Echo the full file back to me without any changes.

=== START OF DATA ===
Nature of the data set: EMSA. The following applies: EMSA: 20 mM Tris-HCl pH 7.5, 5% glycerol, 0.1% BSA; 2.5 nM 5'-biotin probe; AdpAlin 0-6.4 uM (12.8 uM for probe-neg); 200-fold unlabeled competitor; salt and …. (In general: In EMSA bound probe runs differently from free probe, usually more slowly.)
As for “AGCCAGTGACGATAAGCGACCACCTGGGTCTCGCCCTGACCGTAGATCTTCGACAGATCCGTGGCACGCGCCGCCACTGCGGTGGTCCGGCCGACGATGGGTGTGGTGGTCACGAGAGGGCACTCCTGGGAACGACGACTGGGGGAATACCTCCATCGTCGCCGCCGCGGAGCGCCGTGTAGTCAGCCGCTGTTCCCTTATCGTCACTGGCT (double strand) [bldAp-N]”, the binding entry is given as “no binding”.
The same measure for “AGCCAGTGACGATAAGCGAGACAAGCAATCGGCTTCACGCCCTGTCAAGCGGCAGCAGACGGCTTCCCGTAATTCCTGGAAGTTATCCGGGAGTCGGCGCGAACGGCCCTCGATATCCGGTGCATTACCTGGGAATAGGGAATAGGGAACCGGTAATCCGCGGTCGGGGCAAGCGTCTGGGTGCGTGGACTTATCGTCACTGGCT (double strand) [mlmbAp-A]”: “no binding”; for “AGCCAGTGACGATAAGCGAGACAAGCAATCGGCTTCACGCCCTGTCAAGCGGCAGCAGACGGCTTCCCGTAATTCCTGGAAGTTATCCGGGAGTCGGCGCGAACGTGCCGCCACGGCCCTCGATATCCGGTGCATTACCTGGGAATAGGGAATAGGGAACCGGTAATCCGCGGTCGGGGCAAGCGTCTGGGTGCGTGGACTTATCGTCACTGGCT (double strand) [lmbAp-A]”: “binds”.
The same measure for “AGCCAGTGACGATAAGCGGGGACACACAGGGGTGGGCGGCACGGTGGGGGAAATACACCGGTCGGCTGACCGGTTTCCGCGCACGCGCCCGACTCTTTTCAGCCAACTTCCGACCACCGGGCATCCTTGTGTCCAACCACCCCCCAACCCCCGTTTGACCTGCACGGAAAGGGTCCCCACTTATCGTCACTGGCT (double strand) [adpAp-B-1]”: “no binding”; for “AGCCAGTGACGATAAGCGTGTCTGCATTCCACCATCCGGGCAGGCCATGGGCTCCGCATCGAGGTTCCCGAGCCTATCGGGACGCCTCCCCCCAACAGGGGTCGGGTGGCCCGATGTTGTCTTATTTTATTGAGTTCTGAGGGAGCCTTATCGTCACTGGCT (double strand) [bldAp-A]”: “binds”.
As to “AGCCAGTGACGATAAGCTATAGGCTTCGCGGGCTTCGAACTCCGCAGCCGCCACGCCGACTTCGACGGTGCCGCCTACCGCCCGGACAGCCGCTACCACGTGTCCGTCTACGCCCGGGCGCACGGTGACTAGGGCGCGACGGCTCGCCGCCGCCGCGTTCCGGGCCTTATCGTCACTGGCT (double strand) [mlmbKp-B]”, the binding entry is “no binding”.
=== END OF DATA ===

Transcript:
Nature of the data set: EMSA. The following applies: EMSA: 20 mM Tris-HCl pH 7.5, 5% glycerol, 0.1% BSA; 2.5 nM 5'-biotin probe; AdpAlin 0-6.4 uM (12.8 uM for probe-neg); 200-fold unlabeled competitor; salt and …. (In general: In EMSA bound probe runs differently from free probe, usually more slowly.)
As for “AGCCAGTGACGATAAGCGACCACCTGGGTCTCGCCCTGACCGTAGATCTTCGACAGATCCGTGGCACGCGCCGCCACTGCGGTGGTCCGGCCGACGATGGGTGTGGTGGTCACGAGAGGGCACTCCTGGGAACGACGACTGGGGGAATACCTCCATCGTCGCCGCCGCGGAGCGCCGTGTAGTCAGCCGCTGTTCCCTTATCGTCACTGGCT (double strand) [bldAp-N]”, the binding entry is given as “no binding”.
The same measure for “AGCCAGTGACGATAAGCGAGACAAGCAATCGGCTTCACGCCCTGTCAAGCGGCAGCAGACGGCTTCCCGTAATTCCTGGAAGTTATCCGGGAGTCGGCGCGAACGGCCCTCGATATCCGGTGCATTACCTGGGAATAGGGAATAGGGAACCGGTAATCCGCGGTCGGGGCAAGCGTCTGGGTGCGTGGACTTATCGTCACTGGCT (double strand) [mlmbAp-A]”: “no binding”; for “AGCCAGTGACGATAAGCGAGACAAGCAATCGGCTTCACGCCCTGTCAAGCGGCAGCAGACGGCTTCCCGTAATTCCTGGAAGTTATCCGGGAGTCGGCGCGAACGTGCCGCCACGGCCCTCGATATCCGGTGCATTACCTGGGAATAGGGAATAGGGAACCGGTAATCCGCGGTCGGGGCAAGCGTCTGGGTGCGTGGACTTATCGTCACTGGCT (double strand) [lmbAp-A]”: “binds”.
The same measure for “AGCCAGTGACGATAAGCGGGGACACACAGGGGTGGGCGGCACGGTGGGGGAAATACACCGGTCGGCTGACCGGTTTCCGCGCACGCGCCCGACTCTTTTCAGCCAACTTCCGACCACCGGGCATCCTTGTGTCCAACCACCCCCCAACCCCCGTTTGACCTGCACGGAAAGGGTCCCCACTTATCGTCACTGGCT (double strand) [adpAp-B-1]”: “no binding”; for “AGCCAGTGACGATAAGCGTGTCTGCATTCCACCATCCGGGCAGGCCATGGGCTCCGCATCGAGGTTCCCGAGCCTATCGGGACGCCTCCCCCCAACAGGGGTCGGGTGGCCCGATGTTGTCTTATTTTATTGAGTTCTGAGGGAGCCTTATCGTCACTGGCT (double strand) [bldAp-A]”: “binds”.
As to “AGCCAGTGACGATAAGCTATAGGCTTCGCGGGCTTCGAACTCCGCAGCCGCCACGCCGACTTCGACGGTGCCGCCTACCGCCCGGACAGCCGCTACCACGTGTCCGTCTACGCCCGGGCGCACGGTGACTAGGGCGCGACGGCTCGCCGCCGCCGCGTTCCGGGCCTTATCGTCACTGGCT (double strand) [mlmbKp-B]”, the binding entry is “no binding”.